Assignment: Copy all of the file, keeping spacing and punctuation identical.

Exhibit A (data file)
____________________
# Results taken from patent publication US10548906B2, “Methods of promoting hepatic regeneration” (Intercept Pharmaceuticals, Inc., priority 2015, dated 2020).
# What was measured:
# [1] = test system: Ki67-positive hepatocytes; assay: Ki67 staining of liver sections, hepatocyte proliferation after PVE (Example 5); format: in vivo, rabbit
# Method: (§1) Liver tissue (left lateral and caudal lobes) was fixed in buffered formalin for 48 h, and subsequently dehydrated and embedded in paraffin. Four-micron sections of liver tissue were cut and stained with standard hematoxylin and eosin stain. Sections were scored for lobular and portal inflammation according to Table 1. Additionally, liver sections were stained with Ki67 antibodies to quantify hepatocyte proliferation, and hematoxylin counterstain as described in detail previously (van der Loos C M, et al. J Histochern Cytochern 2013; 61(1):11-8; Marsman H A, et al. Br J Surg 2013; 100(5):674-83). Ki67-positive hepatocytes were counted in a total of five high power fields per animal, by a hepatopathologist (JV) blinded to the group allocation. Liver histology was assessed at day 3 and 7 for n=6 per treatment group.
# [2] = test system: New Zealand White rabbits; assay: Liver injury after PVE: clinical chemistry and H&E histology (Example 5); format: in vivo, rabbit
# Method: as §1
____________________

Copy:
# Results taken from patent publication US10548906B2, “Methods of promoting hepatic regeneration” (Intercept Pharmaceuticals, Inc., priority 2015, dated 2020).
# What was measured:
# [1] = test system: Ki67-positive hepatocytes; assay: Ki67 staining of liver sections, hepatocyte proliferation after PVE (Example 5); format: in vivo, rabbit
# Method: (§1) Liver tissue (left lateral and caudal lobes) was fixed in buffered formalin for 48 h, and subsequently dehydrated and embedded in paraffin. Four-micron sections of liver tissue were cut and stained with standard hematoxylin and eosin stain. Sections were scored for lobular and portal inflammation according to Table 1. Additionally, liver sections were stained with Ki67 antibodies to quantify hepatocyte proliferation, and hematoxylin counterstain as described in detail previously (van der Loos C M, et al. J Histochern Cytochern 2013; 61(1):11-8; Marsman H A, et al. Br J Surg 2013; 100(5):674-83). Ki67-positive hepatocytes were counted in a total of five high power fields per animal, by a hepatopathologist (JV) blinded to the group allocation. Liver histology was assessed at day 3 and 7 for n=6 per treatment group.
# [2] = test system: New Zealand White rabbits; assay: Liver injury after PVE: clinical chemistry and H&E histology (Example 5); format: in vivo, rabbit
# Method: as §1